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Plant hits out at City law firms over trainee recruitment


Plant: extraordinary procedure

The ex-City lawyer chairman of the Solicitors Regulation Authority (SRA) has questioned the recruitment methods of City law firms in making university students decide to become commercial lawyers so early on in their legal careers.

Charles Plant said “we have a system for recruitment to the legal profession that isn’t followed anywhere else in the world”.

Speaking at a forum on the Legal Education and Training Review (LETR) – organised by the Chartered Institute of Legal Executives – the former Herbert Smith Freehills partner said the profession had to ask itself serious questions about how early on some students have to decide their career path.

“Why do we have this extraordinary procedure where young people at the end of the second year of university have to decide whether to go to commercial law firms?” he demanded.

In the case of non-law graduates, he pointed out, they have to make this decision “before they even set foot in a law school”.

So long as this system exists, Mr Plant said, there needs to be a great deal of flexibility to allow lawyers to change career path. “Do they have the transferable skills to move from one branch to another?” he asked.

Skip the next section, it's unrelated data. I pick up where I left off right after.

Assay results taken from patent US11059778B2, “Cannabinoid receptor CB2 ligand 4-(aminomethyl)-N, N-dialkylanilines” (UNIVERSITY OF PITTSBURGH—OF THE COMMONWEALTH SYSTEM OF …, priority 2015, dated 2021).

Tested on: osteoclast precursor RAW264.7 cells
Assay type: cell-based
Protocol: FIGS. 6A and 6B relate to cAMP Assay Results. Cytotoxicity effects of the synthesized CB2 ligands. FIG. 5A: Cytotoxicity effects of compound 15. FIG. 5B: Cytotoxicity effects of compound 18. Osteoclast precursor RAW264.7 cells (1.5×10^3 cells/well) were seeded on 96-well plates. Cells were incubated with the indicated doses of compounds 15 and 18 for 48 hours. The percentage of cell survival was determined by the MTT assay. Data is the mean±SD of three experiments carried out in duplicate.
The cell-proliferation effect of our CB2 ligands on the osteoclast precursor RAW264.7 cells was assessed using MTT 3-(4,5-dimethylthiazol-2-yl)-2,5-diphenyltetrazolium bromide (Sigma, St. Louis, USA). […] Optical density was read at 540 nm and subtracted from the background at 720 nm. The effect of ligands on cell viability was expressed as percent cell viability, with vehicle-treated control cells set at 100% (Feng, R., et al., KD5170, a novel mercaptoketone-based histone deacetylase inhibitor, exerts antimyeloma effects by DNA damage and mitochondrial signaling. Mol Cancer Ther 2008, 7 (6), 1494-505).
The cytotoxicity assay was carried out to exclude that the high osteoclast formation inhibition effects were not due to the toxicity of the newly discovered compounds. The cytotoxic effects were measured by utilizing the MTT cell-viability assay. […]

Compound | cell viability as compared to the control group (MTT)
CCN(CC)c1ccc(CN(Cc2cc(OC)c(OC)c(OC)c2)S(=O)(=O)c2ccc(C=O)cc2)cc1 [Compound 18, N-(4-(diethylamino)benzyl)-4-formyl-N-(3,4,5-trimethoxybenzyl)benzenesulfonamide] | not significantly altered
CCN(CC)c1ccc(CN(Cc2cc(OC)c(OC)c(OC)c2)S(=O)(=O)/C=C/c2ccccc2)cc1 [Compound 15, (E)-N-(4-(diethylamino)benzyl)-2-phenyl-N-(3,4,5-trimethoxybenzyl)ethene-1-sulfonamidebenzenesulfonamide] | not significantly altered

He also repeated his personal view that there should be common training of prospective solicitors and barristers.

More broadly, Mr Plant warned the audience of regulators, representative bodies, academics and other LETR stakeholders that the SRA will push its own plans to respond to the review – as outlined last week in a policy statement – to “the most ambitious timetable”. He said: “We think there’s a real, urgent need to get on now.”

Mr Plant and the chairs of the other two regulators that commissioned the LETR – Baroness Deech of the Bar Standards Board and Alan Kershaw of ILEX Professional Standards – all came out against the LETR recommendation to create a legal education council, favouring more informal collaboration instead. They were supported from the audience by Legal Services Board chief executive Chris Kenny.

The LETR said the council would provide a forum for the coordination of the continuing review of education and training, and serve as a data archive, careers advice shop, ‘legal education laboratory’ and clearing house, for example to advertise work experience.

However, the regulators expressed concern that it would simply divert resources and energy away from progressing with reform.

Professor Julian Webb – who led the LETR team – told the summit that he was worried that the prospective role of a council in “research and development, and ensuring we have the quality of information we need” would be lost as a result.

Mr Plant and Baroness Deech were also critical at the failure of university law schools to engage with the LETR. Mr Plant suggested that the more prestigious they were, the “more disinclined” they were as well to take part.

Baroness Deech said she had appealed to Oxford University – at which she taught for many years – to get involved in the LETR, “but they just won’t”. She continued: “It is time for our best universities to get stuck into this.”